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NHTSA sets new child seat safety standards

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A series of Consumer Reports (CR) car seat recommendations recently became National Highway Traffic Safety Administration (NHTSA) federal standards, according to a Consumer Reports press release

“Consumer Reports tests and rates over 100 car seats for safety in a crash, fit in vehicles, and ease of use to help consumers make informed decisions and choose the right car seat for their needs,” the CR release said. “CR and other safety organizations have been calling for significant improvements to the NHTSA car seat requirements for years.”

The new standards update owner registration program requirements to help consumers get information about car seat recalls. It also requires product labels on car seats that specify child weight minimums for each usage mode. 

Multiple testing methods are updated by the standards, including:

    • Updating the test bench to better reflect the geometry and stiffness of modern vehicle seats.
    • Establishing test conditions and performance minimums for child seats in a side impact test. 
    • Introducing test conditions using a lap-and-shoulder seat belt rather than a lap belt only.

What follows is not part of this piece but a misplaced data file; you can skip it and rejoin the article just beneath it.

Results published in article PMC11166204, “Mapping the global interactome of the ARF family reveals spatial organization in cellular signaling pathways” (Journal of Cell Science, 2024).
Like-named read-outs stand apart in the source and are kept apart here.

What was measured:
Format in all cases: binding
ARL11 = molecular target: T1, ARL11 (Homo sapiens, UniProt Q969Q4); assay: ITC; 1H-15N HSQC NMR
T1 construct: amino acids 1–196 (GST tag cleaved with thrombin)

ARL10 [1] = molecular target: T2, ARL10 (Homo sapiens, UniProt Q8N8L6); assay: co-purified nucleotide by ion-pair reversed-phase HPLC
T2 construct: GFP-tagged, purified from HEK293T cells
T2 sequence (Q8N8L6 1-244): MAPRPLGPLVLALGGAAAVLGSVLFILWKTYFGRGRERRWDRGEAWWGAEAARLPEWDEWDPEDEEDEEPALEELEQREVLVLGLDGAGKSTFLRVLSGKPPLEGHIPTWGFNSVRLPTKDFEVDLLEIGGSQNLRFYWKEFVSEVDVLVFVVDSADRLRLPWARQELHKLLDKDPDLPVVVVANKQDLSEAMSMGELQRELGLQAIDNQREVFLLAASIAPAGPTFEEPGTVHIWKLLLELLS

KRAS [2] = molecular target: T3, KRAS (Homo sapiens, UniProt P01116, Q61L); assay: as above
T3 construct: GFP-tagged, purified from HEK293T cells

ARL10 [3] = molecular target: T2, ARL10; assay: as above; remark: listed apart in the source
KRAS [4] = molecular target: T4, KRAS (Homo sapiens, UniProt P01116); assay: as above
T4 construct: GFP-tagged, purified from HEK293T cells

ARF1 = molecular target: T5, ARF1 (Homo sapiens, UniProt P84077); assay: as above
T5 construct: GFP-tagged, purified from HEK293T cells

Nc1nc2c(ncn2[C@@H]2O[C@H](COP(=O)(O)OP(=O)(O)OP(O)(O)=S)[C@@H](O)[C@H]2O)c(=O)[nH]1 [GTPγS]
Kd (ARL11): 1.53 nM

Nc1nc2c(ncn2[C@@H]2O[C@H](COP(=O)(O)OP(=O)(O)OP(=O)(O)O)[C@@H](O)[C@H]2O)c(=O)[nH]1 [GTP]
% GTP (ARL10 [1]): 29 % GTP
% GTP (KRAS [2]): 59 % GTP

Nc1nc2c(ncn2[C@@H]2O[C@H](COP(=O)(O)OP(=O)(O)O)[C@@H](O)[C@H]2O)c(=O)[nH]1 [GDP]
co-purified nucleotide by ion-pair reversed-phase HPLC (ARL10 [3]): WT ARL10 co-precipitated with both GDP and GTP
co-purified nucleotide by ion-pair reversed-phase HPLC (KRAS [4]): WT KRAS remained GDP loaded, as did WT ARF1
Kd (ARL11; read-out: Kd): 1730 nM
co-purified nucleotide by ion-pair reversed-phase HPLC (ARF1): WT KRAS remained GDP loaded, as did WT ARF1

• Using test dummies that best represent the weight ranges where child seats are most commonly used. 

“Parents and caregivers deserve the peace of mind that comes with knowing a car seat is rigorously tested to comply with strong safety rules,” said Gabe Knight, safety policy analyst for Consumer Reports, in the CR release. “While NHTSA could have gone further, this improved safety standard is a crucial step forward. We urge car seat manufacturers to hit the ground running and meet the new requirements as soon as possible.” 

The standards also provide bus-specific restraint system requirements. 

NHTSA’s website says 46% of car and booster seats are misused. 

Resources found on the NHTSA website include

    • Recommendations for child’s age and size 
    • Tips for finding the right car seat for different vehicle types 
    • Overview of car seat and vehicle parts
    • Instructions on how to install rear-facing, forward-facing and booster seats can be found on zip A zip code searchable database of locations for car seat inspections
    • Registration for manufacturer recalls 

Collision repairers have a unique opportunity to help keep children safe through workshops, advocacy and by providing guidance. 

Collision repair businesses can consider hosting or promoting community events led by nationally certified child passenger safety technicians (CPS).

Business owners can also encourage employees to enroll in the four-day CPS certification course to ensure car seats are correctly reinstalled following service.

According to the NHTSA, car seats do not need to be swapped out if a crash is minor. To qualify as such, it said all of the following boxes must be checked:

    • The vehicle was driven away from the crash site
    • The vehicle door closest to the car seat wasn’t damaged
    • No passengers were injured
    • Airbags did not deploy if the vehicle is equipped with airbags
    • There is no visible damage to the seat

If the above conditions aren’t met, the NHTSA said the car seat should be replaced. If they are, the federal agency said buying a new seat isn’t necessary, although some car seat manufacturers have taken a different stance.


Photo courtesy of NHTSA 

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